What chemicals are used in jewelry
|This article explains jewelry or precious stones; For further meanings of the word "gemstone", see the definition of terms under "gemstone".|
Gemstones, partly also as Gemstones are minerals, rocks or glass melts that are generally perceived as beautiful and are used as jewelry, but also substances of organic origin, such as amber, pitch coal or relatively small and elegant fossils. According to the definition of the international trade organization CIBJO, pearls, mother-of-pearl and corals also count among the gemstones.
The study of precious stones and gemstones is called gemology.
Stones have also been used as jewelry since the Paleolithic Age. In ancient times, precious stones were processed into jewelry in addition to gold, silver and other materials.
Gemstones were ruby, emerald, sapphire and beryl. Amber was also used as a gemstone. Since gemstones were usually of considerable value, they were not infrequently forged. The color of some minerals, such as agate, has been changed by burning or coloring. These and some other traditional improvements do not have to be declared, whereas changes in color due to exposure to electromagnetic waves always have to be declared.
In ancient times and the Middle Ages, jewels were only cut more or less round, the facet cut did not appear until the early modern era. The diamond also only became a gemstone in modern times, while in antiquity it was used by craftsmen because of its hardness, for example for carving gems.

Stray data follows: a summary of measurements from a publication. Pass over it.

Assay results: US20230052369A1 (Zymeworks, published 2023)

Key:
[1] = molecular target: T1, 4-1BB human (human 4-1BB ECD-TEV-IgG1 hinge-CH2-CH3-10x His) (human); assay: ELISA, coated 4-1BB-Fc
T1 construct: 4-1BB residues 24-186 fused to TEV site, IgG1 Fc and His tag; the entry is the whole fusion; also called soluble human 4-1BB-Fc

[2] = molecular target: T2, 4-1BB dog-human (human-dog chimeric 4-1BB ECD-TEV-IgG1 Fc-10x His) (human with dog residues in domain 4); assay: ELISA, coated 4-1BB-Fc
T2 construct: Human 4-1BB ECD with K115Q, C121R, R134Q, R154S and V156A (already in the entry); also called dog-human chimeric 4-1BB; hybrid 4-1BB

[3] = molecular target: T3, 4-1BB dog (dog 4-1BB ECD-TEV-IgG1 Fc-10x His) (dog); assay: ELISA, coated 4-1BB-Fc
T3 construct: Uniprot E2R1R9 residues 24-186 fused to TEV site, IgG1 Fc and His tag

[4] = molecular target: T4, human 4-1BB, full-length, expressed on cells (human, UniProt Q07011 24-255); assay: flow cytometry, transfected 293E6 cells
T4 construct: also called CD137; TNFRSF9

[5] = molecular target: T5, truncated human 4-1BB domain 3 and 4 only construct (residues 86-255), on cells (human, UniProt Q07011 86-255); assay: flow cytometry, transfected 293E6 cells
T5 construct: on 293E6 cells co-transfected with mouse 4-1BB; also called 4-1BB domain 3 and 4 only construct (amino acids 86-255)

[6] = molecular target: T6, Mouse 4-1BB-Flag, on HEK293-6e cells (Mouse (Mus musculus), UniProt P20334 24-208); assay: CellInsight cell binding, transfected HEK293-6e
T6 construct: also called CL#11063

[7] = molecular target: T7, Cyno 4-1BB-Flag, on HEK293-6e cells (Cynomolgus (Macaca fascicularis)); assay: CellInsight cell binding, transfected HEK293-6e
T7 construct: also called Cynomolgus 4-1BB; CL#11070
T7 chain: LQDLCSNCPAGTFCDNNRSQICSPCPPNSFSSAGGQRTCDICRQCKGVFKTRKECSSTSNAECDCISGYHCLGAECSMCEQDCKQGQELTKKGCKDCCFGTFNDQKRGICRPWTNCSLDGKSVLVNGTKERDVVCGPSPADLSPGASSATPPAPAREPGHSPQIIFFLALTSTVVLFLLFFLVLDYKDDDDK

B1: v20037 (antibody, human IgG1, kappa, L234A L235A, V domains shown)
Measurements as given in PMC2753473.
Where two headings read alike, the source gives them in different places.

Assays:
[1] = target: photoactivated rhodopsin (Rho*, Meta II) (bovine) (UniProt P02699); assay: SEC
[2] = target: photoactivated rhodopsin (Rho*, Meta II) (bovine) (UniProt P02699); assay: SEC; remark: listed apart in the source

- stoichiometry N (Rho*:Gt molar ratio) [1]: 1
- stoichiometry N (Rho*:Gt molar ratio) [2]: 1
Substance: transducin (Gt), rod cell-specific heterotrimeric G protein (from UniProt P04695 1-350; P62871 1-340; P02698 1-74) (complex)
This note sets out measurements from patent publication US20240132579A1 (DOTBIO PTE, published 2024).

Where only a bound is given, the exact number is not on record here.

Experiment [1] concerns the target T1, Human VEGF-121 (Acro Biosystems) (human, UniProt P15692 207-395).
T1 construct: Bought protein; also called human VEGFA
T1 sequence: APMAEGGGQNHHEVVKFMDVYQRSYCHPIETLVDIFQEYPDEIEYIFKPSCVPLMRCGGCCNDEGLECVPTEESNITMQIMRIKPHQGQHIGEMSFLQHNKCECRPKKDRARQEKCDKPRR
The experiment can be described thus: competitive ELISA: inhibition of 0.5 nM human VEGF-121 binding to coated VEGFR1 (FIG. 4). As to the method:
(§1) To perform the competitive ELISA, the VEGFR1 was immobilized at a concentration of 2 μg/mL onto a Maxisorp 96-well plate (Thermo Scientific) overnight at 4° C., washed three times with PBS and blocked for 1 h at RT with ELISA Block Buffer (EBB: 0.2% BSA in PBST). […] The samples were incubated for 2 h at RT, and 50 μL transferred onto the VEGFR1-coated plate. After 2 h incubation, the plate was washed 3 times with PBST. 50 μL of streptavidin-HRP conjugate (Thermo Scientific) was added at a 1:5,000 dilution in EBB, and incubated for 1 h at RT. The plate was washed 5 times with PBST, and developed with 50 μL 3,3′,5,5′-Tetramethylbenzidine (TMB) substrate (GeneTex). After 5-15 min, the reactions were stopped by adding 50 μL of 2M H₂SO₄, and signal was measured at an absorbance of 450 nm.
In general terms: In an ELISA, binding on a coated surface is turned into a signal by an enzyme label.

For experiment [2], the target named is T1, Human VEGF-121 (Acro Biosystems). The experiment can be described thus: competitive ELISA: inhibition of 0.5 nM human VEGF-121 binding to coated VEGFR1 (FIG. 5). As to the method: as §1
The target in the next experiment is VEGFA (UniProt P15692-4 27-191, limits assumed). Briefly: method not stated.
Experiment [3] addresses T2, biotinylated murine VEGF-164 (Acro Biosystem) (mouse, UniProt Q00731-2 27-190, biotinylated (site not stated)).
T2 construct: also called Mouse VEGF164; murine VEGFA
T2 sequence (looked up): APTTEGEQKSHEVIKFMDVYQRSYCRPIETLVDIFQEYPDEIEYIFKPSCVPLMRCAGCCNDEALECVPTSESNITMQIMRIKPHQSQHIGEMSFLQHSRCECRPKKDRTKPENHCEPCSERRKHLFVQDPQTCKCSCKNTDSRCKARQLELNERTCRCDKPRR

Minerals of the appropriate quality are often used as precious stones or gemstones. Depending on the type of mineral (e.g. diamond, corundum, malachite), different criteria are used to determine the quality. Often the transparency, purity, rarity and color determine the use and the value. One of the most valuable gemstones, the diamond, has four properties (4 C), the cut, the weight in carat, the color and the clarity, of which only the first can be directly influenced by humans. Changes in color must be declared. Some minerals have inclusions that reduce the value of the stone, but can also increase it. The location can also make a difference in fine details of the individual characteristics, which in turn reveal the origin of the stone to a specialist.
Gemstones are partially treated with heat or radioactivity in order to improve or change their optical properties. For example, the color of some amethysts changes from purple to yellow after heat treatment. The treated mineral is then marketed as "citrine". In Germany, these artificially treated minerals must be labeled accordingly.